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Are gun laws useless?

Leah Gunn Barrett of New Yorkers Against Gun Violence, Sheriff David Clarke & Rep. Rehwinkel Vasilinda debate Sun 6pET

Gun laws did not prevent Dylann Roof in Charleston, James Holmes in Aurora, Jared Loughner in Tucson, Muhammad Youssef Abdulazeez in Chattanooga, Elliot Rodger in Santa Barbara, and the list goes on, from getting a gun.

According to a new study by the U.S. Congressional Research Service, mass shootings (an incident in which four or more people are killed with a gun) have increased in frequency. An analysis of FBI data found that between 1999 and 2013, there were 317 mass shootings in which 1,554 people were killed and 441 were wounded.

Between 1999 and 2013, there were 317 mass shootings in which 1,554 people were killed.

Congressional Research Service

U.S. has more guns, more gun deaths than any other developed country in the world

Although mass shootings get the most national attention, fatalities in those incidents make up a small fraction of all gun deaths in the U.S.  According to the Centers for Disease Control and Prevention, there was a total of about 464,033 gun deaths between 1999 and 2013, some 45% of which were homicides and about 55% of which were suicides.

The gun death rate in the U.S. has been declining, but the U.S. still has the highest rate of firearm homicides among developed countries.  Many point to the roughly 350 million civilian-owned guns in the U.S. as part of the problem and call for stricter firearm regulations.  Milwaukee County Sheriff David Clarke, an outspoken gun rights advocate, says the call for more gun laws is a political move. He says, “Somebody who would take a firearm and use it against a human being… it’s a behavior problem. It’s not a firearms problem,” adding that “the criminal is always going to find a way around the law.... All this does is frustrate law-abiding people.”  

Leah Gunn Barrett, executive director of New Yorkers Against Gun Violence, says “the logic for that is then, why have laws at all?”  Barrett says stricter gun regulations like background checks on all purchases would save lives by ensuring “guns don't fall into the hands of criminals, domestic abusers, terrorists, [and] the seriously mentally ill.”  Sheriff Clarke questions whether mental health information belongs in a criminal database. He says it’s a violation of privacy and “an insult to the overwhelming majority of people who are mentally ill” that wouldn’t go out and do what James Holmes or Dylann Roof did.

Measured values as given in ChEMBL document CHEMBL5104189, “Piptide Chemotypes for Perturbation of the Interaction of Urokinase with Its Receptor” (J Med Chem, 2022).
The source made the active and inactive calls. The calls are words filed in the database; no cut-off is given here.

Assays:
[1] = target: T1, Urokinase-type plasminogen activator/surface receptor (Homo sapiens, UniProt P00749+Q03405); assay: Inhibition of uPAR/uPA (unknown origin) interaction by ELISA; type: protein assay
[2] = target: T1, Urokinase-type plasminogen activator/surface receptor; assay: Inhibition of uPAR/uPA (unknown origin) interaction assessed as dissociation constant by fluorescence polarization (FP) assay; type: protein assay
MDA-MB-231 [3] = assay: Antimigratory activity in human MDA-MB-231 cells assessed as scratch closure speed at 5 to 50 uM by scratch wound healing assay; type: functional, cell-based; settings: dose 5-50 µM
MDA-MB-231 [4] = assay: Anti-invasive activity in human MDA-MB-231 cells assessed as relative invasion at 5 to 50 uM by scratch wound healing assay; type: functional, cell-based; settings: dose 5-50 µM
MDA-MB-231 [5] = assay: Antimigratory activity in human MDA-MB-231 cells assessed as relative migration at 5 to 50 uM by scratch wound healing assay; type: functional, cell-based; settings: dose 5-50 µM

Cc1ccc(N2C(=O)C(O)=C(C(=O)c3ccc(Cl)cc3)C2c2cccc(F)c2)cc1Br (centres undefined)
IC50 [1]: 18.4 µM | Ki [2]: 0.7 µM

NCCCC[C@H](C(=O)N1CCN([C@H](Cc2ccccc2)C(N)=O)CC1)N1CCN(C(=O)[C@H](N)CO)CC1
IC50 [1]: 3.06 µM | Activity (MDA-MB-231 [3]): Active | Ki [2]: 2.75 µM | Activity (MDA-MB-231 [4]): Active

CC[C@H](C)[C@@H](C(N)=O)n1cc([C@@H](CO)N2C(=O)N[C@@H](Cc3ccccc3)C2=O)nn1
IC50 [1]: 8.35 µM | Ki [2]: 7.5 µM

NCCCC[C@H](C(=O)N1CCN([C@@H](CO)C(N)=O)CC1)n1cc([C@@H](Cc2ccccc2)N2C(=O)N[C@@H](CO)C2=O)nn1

"The criminal is always going to find a way around the law… All this does is frustrate law-abiding people.”

Sheriff David Clarke


Strong support for background checks, restricting mentally ill

According to many polls including a recent Pew Research Center poll, a majority of Americans support both background checks on all gun sales (85%) and laws to prevent the mentally ill from buying guns (79%).  In Spring 2013, the year after the Sandy Hook Elementary shooting that left 28 people dead including 20 children, Congress failed to pass a measure that would have expanded background checks.

Federally licensed gun dealers, of which there were 139,244 in 2013, are required to run background checks before they make a sale.  Between 1994 and 2010, the FBI processed more than 118 million applications.  About 2.1 million of those (1.8%) were denied based on federal law that prohibits those with a pending felony charge, domestic assault conviction or restraining order, unlawful immigration status, dishonorable discharge from the military, deemed mentally incompetent by a judge, or involuntarily institutionalized from purchasing a gun from a federally licensed dealer.

Well, the logic for that is then why have laws at all?.... Why should we have laws against murders since people are gonna continue to kill each other?

Leah Gunn Barrett


Private sales

This month, Oregon became the eighth state to require background checks on all private gun sales, including transactions on the internet.  Nearly three dozen states don’t require background checks on private gun sales. Leah Gunn Barrett says these sales are “why guns are falling into the wrong hands.”  Sheriff Clarke refutes that claim and says we don’t know how many of these guns are actually being used in crimes. President Obama has repeatedly said that “as many as 40 percent of all gun purchases are conducted without a background check,” but the data he’s pulling from is about 20 years old. There isn’t recent research that confirms that claim.

In fact, there is a deficiency in gun research altogether. The Bureau of Alcohol, Tobacco, Firearms and Explosives (ATF), the agency charged with regulating firearms continues to see its budget slashed every year and the CDC hasn’t had a budget for gun research in 20 years.

Tune into the debate

Sunday on Third Rail, we ask: Are gun laws useless? Leah Gunn Barrett, executive director of New Yorkers Against Gun Violence, Milwaukee County Sheriff David Clarke and Florida Representative Michelle Rehwinkel Vasilinda who is calling for allowing concealed weapon permit holders to have their guns legally on college campuses, join us for the debate. Tune in at 6pET/3pPT on Al Jazeera America.

Follow Third Rail on Twitter @AJAMThirdRail and on Facebook for more from the show.


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